A luxury car is parked outside the Monaco casino in Monte
Carlo, a playground for the world's wealthy. Photo Getty
As business and political leaders gather in Davos,
Switzerland, to discuss the improving world economy, new
evidence emerged about how much the rich have become richer -
and how much further the poor are falling behind.
The 85 richest people on Earth now have the same amount of
wealth as the bottom half of the global population, according
to a report this week by the British humanitarian group Oxfam
The findings highlight the widening gap between rich and poor
ahead of the annual World Economic Forum this week. The
report, and others recently on the issue, could boost efforts
in Washington to increase the federal minimum wage, which
President Barack Obama has made a priority.
"It is staggering that in the 21st century, half of the
world's population own no more than a tiny elite whose
numbers could all sit comfortably in a single train
carriage," said Winnie Byanyima, Oxfam's executive director.
"Widening inequality is creating a vicious circle where
wealth and power are increasingly concentrated in the hands
of a few, leaving the rest of us to fight over crumbs from
the top table," Byanyima said.
The bottom half of the population - about 3.5 billion people
- account for about $1.7 trillion, or about 0.7 percent of
the world's wealth, according to the Oxfam report, titled
"Working for the Few."
That's the same amount of wealth attributed to the world's 85
Those wealthy elite are a small part of the richest 1 percent
of the world's population, which combined has amassed about
46 percent of the world's wealth, or $110 trillion, according
to the report. The top 1 percent had 65 times the total
wealth of the bottom half of the population.
Dean Baker, co-director of the Center for Economic and Policy
Research in Washington, said he's not surprised by the Oxfam
report and others showing increased inequality between rich
"As long as we maintain high rates of unemployment, I don't
see any prospect of reversing this situation," Baker said.
"The only time where workers in the middle and bottom of the
wage distribution were able to achieve sustained gains was in
the late '90s when we had low unemployment."
He's less concerned with measures of wealth, which have been
inflated by stock market gains and could reverse with a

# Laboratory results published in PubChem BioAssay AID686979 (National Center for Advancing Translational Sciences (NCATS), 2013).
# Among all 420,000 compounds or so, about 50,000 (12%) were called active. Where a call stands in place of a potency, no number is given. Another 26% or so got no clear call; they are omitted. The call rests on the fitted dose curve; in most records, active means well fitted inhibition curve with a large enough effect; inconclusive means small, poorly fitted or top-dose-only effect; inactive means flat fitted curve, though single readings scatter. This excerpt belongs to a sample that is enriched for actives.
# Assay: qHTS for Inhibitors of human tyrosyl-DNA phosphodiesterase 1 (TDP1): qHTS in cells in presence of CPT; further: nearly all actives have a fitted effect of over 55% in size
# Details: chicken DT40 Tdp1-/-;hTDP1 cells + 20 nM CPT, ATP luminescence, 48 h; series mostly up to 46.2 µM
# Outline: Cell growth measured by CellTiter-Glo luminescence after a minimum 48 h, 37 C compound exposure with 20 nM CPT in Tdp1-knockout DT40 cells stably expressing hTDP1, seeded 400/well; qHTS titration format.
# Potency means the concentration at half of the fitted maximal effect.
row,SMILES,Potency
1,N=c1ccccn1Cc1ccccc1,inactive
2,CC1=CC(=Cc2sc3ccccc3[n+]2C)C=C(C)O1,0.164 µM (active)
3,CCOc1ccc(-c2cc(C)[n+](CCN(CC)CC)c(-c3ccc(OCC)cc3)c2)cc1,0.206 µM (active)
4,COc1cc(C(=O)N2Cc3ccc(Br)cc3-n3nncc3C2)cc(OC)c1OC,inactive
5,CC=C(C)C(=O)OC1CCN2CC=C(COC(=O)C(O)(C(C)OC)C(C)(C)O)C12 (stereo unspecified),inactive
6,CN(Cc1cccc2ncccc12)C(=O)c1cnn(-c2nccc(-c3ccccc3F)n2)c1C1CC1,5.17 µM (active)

market downturn. But he noted that income growth for poor and
middle-class Americans has lagged behind that of the rich in
the last three decades.
The Oxfam findings and others should help build support for
an increase in the federal minimum wage, Baker said.
In a report last week, the World Economic Forum said widening
income inequality was the risk most likely to cause serious
damage in the next decade. Obama recently called the
expanding gap between rich and poor a bigger threat to the
U.S. economy than the budget deficit.
A Gallup poll released Monday found two-thirds of Americans
were dissatisfied with the way income and wealth are
distributed in the nation. The wealth gap was a factor in
nationwide rallies last month by fast-food workers seeking
Oxfam said the United States has led a worldwide growth in
The percentage of income held by the richest 1 percent in the
U.S. has grown nearly 150 percent from 1980 through 2012.
That small elite has received 95 percent of wealth created
since 2009, after the financial crisis, while the bottom 90
percent of Americans have become poorer, Oxfam said.
The uneven gains of the economic recovery, in which many
people have had to take lower-paying jobs, have exacerbated
income inequality, said Christine Owens, executive director
of the National Employment Law Project.
"The people who are losing ground are the people in the
middle and the bottom" of the economic spectrum, Owens said.
There also are concerns about the broader effect of the
"Income inequality is also socially destabilizing," Owens
said. "So it's not just a question of fairness; it's a
question of how do we preserve a functioning democracy, and
it's difficult to do that if we don't have broadly shared
The problem exists worldwide, Oxfam said.
The share of wealth owned by the richest 1 percent since 1980
expanded in all but two of the 26 nations tracked by
researchers in the World Top Incomes Database. That has put a
"massive concentration of economic resources in the hands of
fewer people," the report said.
Falling taxes for the rich and an increased use of tax havens
have helped widen income inequality, Oxfam said.
The group called on World Economic Forum participants, which
include some of the wealthiest and most influential corporate
executives, to take steps to reverse the trend.
Among other things, Oxfam wants them to support progressive
taxation, pledge not to dodge taxes, pay a living wage to
workers at their companies and push governments "to provide
universal health care, education and social protection" for